Forcibly displaced Ukrainians: Lessons from Syria and beyond

Ukraine refugees walk down the street.

In May 2022 as around 15 million Ukrainians fled their homes, the number of people forcefully displaced across the world passed the 100 million mark for the first time. This is equivalent to the world’s 14th largest country, with 53 percent composed of internally displaced peoples (IDPs) and 47 percent of refugees fleeing their countries. Prior to this, there had been 41.1 million refugees in 2010, 71 million in 2018 (led by the 2012-2015 Syrian war upsurge), and 89 million in 2021, with conflicts in Afghanistan, Burkina Faso, the Democratic Republic of Congo, Ethiopia, and elsewhere causing the surge (Table 1).

Table 1. Global-forced displacement by year*

Year Forcibly displaced populations
June (2022) 100,000,000
2021 89,000,000
2020 82,400,000
2019 79,500.000
2018 70,800,000
2017 68,500,000
2016 65,500,000
2015 65,100,000
2014 59,200,000
2013 51,200,000
2012 42,700,000
2011 38,500,000
2010 41,100,000

Source: UNHCR.

Of the forcibly displaced Ukrainians, some 8 million are IDPs and 7 million are refugees, making it the most rapid and largest single increase in forcibly displaced populations since WWII. There are some 2.2 million returnees, including civilians returning to cities like Kyiv and Kharkiv as men come back to fight, and an end to the violence is unlikely anytime soon.

Poland was the entry point for most Ukrainian refugees (3.7 million), including hundreds of thousands who moved further West, and another 1.5 million who have since returned home. As of June 2022, there were also over a million refugees in Russia, 700,000 in Hungary, 600,000 in Romania (283,000 returnees), and around 500,000 each in Moldova (110,000 returnees) and Slovakia (196,000 returnees). According to the United Nations High Commissioner for Refugees (UNHCR), these neighboring countries aside, the top three Ukrainian refugee hosts are Germany (780,000), the Czech Republic (366,000), and Turkey (145,000).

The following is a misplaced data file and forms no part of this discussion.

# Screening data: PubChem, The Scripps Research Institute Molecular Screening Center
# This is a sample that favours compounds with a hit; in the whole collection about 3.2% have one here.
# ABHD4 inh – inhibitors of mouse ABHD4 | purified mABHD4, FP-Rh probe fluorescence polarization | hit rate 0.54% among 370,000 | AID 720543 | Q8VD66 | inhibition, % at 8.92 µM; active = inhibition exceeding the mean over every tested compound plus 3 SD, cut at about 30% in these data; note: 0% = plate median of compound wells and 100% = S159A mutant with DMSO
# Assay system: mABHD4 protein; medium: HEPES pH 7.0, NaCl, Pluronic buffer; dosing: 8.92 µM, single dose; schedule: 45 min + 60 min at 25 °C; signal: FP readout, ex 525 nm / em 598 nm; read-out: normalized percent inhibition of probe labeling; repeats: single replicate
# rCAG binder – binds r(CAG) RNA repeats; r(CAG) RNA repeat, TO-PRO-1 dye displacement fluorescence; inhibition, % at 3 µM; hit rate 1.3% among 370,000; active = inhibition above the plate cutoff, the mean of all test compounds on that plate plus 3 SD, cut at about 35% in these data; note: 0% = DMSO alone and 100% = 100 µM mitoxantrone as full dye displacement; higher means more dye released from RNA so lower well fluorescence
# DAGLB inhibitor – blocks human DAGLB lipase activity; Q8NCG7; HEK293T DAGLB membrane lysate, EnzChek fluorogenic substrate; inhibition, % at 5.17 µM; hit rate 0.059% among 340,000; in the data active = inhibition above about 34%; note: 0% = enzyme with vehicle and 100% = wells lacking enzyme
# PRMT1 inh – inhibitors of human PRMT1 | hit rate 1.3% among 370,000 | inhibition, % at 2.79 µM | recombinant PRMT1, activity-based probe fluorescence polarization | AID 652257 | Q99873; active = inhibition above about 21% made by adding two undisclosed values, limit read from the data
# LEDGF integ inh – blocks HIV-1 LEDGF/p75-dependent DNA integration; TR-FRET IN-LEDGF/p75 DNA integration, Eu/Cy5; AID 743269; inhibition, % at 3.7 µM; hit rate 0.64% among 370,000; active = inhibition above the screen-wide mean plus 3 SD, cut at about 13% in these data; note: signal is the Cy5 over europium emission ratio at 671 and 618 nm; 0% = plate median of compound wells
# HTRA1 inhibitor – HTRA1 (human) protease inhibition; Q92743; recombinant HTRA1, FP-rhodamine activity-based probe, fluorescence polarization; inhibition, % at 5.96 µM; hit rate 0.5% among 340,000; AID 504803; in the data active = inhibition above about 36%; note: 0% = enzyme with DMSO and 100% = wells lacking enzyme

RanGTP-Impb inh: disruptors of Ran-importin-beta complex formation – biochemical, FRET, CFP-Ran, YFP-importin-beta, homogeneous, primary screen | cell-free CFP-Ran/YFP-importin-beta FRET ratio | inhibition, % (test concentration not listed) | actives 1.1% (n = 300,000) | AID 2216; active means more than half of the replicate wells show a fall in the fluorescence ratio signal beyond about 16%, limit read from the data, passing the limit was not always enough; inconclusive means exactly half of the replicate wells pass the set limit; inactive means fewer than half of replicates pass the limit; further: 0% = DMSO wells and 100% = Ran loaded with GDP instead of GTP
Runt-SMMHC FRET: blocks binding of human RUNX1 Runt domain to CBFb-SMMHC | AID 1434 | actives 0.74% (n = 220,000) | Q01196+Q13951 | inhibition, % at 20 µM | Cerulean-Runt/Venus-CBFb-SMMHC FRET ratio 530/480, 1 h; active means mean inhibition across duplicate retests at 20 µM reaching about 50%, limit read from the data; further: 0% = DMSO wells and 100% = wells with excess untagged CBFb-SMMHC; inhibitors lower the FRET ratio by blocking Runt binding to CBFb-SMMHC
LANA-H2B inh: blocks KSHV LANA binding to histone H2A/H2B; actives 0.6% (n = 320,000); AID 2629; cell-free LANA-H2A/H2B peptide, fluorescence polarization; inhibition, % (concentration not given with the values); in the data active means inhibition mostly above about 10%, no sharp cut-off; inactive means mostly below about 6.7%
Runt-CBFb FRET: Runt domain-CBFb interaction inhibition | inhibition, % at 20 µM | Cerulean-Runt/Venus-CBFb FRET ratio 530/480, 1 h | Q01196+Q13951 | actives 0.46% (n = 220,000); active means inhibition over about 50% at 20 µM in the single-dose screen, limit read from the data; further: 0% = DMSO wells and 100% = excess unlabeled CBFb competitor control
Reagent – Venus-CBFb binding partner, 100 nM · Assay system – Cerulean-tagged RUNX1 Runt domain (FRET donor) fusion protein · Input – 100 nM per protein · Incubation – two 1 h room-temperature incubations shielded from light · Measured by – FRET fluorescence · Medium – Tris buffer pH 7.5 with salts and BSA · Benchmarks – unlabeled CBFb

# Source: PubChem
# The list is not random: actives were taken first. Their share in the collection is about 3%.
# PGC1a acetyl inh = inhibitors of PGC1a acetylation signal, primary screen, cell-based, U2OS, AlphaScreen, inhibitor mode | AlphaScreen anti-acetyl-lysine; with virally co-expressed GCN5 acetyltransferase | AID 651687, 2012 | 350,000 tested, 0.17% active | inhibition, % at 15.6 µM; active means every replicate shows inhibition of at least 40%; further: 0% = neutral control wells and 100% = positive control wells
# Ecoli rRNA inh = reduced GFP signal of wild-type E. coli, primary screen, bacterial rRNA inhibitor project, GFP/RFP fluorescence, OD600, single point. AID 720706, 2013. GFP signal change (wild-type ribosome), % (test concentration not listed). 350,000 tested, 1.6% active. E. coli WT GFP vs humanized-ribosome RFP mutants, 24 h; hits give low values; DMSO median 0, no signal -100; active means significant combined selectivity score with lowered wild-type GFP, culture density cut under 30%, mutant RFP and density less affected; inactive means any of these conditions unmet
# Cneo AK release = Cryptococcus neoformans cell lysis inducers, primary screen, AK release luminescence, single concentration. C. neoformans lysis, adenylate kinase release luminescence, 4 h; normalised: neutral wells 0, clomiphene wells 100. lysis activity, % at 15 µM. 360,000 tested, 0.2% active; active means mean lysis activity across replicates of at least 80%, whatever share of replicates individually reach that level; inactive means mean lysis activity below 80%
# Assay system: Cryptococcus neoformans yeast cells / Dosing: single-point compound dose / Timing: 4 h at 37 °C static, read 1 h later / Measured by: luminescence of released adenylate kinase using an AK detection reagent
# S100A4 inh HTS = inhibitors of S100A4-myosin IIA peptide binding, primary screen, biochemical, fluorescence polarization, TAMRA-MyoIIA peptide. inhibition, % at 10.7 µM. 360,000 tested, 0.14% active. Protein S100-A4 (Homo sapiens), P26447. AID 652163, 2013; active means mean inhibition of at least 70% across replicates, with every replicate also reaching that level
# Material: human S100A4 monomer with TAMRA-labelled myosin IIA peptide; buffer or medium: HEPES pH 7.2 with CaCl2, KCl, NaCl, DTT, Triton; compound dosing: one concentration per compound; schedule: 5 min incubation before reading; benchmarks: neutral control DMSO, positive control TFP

The welcome and resources made available to the Ukrainian refugees are unprecedented. Under the EU’s Temporary Protection Directive, Ukrainians receive the right to work and access to health, education, housing, and other services for up to three years. Before the war, Ukrainians could enter the EU visa-free for up to three months and a million were working legally and others informally. This diaspora was important in absorbing Ukrainian refugees.

The welcome is in sharp contrast to what asylum seekers from Africa, the Middle East, South Asia, and non-European refugees from Ukraine have faced. Poland continues to prevent non-European migrants from entering the country from Belarus while welcoming Ukrainians. Britain is trying to ship non-European asylum seekers to Rwanda to process applications, and Denmark is likely to follow suit.

This “whole-of-the-EU” approach to the Ukrainian refugee crisis contrasts with the 2015 refugee influx, which prompted many EU members to close their borders to refugees. Yet, the former incorporates useful lessons even though they are unlikely to be extended to non-Europeans anytime soon. While each instance of refugee flows is distinct, some broad lessons emerge. For example, we know that refugees tend to stay displaced for prolonged periods, ranging between 10 and 26 years. European Commission Vice President Margaritis Schinas estimates that up to 3 million Ukrainians will stay in Europe, a boon to a continent facing demographic decline.